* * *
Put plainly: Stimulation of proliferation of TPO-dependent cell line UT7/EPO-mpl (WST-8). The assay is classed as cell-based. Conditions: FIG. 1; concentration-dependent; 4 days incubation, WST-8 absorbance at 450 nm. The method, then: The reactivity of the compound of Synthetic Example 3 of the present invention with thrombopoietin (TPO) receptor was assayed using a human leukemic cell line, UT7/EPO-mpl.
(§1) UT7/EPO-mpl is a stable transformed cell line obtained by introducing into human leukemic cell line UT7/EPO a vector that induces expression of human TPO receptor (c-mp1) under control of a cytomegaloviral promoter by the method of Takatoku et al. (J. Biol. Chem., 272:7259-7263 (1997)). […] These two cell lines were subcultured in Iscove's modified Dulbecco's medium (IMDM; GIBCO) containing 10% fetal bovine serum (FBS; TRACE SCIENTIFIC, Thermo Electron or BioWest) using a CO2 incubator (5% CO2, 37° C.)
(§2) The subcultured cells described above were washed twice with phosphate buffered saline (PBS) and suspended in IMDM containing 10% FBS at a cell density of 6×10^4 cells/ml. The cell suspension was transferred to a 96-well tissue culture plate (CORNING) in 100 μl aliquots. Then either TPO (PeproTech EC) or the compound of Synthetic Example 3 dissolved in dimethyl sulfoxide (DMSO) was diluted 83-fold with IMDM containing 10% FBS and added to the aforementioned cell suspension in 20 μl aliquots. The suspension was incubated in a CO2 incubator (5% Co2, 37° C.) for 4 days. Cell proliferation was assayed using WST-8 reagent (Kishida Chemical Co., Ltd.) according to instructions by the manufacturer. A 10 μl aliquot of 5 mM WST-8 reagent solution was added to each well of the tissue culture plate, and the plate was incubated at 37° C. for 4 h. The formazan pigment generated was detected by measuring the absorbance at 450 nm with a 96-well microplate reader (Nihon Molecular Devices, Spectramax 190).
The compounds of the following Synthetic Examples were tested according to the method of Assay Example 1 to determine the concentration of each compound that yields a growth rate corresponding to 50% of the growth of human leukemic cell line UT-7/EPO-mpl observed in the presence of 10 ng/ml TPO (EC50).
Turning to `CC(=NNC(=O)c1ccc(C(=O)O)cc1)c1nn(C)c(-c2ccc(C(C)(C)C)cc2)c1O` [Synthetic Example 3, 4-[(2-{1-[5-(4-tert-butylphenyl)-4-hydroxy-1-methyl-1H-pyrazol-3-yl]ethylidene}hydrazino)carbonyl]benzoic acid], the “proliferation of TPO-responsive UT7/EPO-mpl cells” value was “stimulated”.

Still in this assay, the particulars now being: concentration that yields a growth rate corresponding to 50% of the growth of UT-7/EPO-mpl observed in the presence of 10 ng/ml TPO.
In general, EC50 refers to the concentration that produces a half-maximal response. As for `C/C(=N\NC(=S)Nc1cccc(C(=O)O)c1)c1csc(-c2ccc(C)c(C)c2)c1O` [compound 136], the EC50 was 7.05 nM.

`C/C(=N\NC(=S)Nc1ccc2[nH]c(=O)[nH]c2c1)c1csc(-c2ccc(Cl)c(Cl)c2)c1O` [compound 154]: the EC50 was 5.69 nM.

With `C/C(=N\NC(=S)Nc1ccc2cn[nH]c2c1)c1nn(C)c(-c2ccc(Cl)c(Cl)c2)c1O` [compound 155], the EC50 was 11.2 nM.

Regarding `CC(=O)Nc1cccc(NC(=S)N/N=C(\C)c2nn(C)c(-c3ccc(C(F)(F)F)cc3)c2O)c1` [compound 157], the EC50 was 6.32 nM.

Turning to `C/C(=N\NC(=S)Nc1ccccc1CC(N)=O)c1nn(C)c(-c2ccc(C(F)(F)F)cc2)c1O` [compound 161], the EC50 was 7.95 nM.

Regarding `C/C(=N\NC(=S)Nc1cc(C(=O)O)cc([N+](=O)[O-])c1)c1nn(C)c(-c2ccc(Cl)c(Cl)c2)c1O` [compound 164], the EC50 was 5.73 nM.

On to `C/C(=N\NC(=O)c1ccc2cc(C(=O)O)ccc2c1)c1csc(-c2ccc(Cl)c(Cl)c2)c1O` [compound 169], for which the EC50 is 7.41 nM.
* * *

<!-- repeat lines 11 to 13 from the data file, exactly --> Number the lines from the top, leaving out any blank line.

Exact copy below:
Turning to `C/C(=N\NC(=S)Nc1ccccc1CC(N)=O)c1nn(C)c(-c2ccc(C(F)(F)F)cc2)c1O` [compound 161], the EC50 was 7.95 nM.

Regarding `C/C(=N\NC(=S)Nc1cc(C(=O)O)cc([N+](=O)[O-])c1)c1nn(C)c(-c2ccc(Cl)c(Cl)c2)c1O` [compound 164], the EC50 was 5.73 nM.

On to `C/C(=N\NC(=O)c1ccc2cc(C(=O)O)ccc2c1)c1csc(-c2ccc(Cl)c(Cl)c2)c1O` [compound 169], for which the EC50 is 7.41 nM.